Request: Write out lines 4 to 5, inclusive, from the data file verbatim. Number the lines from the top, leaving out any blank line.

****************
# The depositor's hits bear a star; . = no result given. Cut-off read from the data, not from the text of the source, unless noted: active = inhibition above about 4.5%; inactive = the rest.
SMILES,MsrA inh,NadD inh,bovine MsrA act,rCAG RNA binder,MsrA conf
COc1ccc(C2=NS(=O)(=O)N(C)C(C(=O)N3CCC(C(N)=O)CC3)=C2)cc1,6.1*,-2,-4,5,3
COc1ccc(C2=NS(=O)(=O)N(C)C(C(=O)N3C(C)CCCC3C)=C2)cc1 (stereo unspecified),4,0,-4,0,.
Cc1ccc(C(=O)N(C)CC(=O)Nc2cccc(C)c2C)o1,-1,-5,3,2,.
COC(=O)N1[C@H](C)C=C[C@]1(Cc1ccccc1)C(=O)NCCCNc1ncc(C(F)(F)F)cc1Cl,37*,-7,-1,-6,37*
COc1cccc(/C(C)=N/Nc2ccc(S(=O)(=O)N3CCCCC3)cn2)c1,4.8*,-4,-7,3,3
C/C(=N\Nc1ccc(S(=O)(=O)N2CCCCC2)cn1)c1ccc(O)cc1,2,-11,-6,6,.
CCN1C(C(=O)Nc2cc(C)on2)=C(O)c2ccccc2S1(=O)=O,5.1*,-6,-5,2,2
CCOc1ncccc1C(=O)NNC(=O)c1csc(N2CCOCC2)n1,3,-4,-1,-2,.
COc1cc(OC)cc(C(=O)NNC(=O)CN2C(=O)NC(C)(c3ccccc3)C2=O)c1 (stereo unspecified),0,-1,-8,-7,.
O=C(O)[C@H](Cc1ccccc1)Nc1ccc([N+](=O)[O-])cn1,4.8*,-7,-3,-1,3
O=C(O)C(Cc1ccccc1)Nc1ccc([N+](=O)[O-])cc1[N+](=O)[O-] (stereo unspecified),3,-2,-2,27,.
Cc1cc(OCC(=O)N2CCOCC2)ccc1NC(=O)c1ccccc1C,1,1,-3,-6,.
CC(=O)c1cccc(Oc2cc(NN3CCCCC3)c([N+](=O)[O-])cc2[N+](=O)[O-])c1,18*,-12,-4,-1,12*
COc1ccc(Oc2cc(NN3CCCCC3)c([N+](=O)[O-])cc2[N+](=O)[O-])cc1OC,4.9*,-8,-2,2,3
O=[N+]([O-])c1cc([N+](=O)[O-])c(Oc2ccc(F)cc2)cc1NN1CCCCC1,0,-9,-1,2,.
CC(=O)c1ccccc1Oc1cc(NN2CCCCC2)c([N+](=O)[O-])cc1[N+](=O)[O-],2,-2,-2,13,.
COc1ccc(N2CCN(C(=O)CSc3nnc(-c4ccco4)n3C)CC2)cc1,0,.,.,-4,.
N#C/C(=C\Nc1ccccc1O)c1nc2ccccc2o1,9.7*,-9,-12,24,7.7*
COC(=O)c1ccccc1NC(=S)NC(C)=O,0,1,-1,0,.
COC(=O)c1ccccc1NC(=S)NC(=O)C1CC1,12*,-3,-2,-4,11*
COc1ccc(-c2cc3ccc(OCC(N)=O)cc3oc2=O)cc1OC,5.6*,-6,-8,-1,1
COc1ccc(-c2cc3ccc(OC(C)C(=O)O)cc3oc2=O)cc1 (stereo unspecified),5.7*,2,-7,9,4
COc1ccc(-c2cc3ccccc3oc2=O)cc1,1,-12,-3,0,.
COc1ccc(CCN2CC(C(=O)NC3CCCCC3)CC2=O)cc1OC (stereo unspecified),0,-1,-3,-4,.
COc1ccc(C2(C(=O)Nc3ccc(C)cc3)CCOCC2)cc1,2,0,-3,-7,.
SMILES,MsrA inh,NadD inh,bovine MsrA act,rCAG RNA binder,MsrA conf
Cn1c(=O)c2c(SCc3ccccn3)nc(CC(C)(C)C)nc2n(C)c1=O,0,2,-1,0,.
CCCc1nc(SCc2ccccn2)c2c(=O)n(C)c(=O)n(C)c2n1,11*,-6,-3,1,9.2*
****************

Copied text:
COc1ccc(C2=NS(=O)(=O)N(C)C(C(=O)N3C(C)CCCC3C)=C2)cc1 (stereo unspecified),4,0,-4,0,.
Cc1ccc(C(=O)N(C)CC(=O)Nc2cccc(C)c2C)o1,-1,-5,3,2,.